These reporting standards are here to create uniform and consistent standards that can be analyzed within and across industries. Sectoral standards are being developed as we speak to deal with the different necessities and address the specific impact these industries have on the environment. However, there is a general outline for all standards that correspond to the following structure:
1. TRANSVERSAL STANDARDS
A) General Conditions
B) General Information
2. THEMATIC STANDARDS
i. Climate Change
iii. Water and maritime resources
iv. Biodiversity and ecosystems
v. Resource use and circular economy
i. Own workforce
ii. Workers in the value chain
iii. Affected communities
iv. Consumers and end-users
For those who have been following these subjects for a while might have identified a pattern here, and this is not a casual coincidence. These standards follow the EU Taxonomy categories and look into the same categories that the GRI reporting standards address in their methodology. This is because the ESRS, and the CSRD, is here to unify the international reporting standards and align them with the Sustainable Finance Disclosure Regulation.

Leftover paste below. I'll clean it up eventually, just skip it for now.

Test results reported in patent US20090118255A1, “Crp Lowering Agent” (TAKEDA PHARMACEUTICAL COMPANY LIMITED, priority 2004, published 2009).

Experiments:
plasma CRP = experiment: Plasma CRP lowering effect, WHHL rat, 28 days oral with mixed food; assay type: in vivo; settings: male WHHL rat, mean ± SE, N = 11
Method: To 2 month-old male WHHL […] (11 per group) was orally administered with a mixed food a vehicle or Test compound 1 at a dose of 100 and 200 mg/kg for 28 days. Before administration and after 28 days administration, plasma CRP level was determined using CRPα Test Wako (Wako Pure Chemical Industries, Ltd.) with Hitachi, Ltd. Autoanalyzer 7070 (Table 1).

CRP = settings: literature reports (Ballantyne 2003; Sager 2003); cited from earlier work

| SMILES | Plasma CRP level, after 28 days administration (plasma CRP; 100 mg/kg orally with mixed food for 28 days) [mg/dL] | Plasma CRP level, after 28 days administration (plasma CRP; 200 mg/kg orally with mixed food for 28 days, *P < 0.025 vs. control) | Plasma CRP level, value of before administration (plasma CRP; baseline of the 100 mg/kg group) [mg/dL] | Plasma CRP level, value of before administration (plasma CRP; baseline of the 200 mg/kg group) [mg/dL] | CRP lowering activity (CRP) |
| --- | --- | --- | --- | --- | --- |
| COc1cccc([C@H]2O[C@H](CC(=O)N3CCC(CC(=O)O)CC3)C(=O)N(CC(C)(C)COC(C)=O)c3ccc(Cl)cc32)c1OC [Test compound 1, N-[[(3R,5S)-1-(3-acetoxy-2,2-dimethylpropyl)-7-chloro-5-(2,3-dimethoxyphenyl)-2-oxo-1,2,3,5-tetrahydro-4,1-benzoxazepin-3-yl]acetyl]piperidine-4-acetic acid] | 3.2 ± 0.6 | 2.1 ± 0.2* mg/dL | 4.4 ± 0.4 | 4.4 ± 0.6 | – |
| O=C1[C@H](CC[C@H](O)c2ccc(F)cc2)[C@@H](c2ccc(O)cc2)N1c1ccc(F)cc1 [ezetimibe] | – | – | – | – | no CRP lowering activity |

Why, you might ask?
We must not forget the context in which all of these regulations are designed. The EU Action Plan aims to redirect capital flows into sustainable, circular, and transparent investments. In order to do so, the financial sector requires information regarding the assets in which they would invest in, to analyze their environmental and social impact, and understand the climate-related risks of the business model. It is then that the ESRS steps up to the challenge by providing a reporting framework to create comparable and uniform standards that can be used by financial institutions to finance companies with sustainable and circular business practices.
We invite the reader to look into the first drafts of ESRS, following this link, where you will find several explanatory videos that address each category and set of standards. We will also keep you posted on the upcoming sectoral standards that will impact the textile and fashion industry.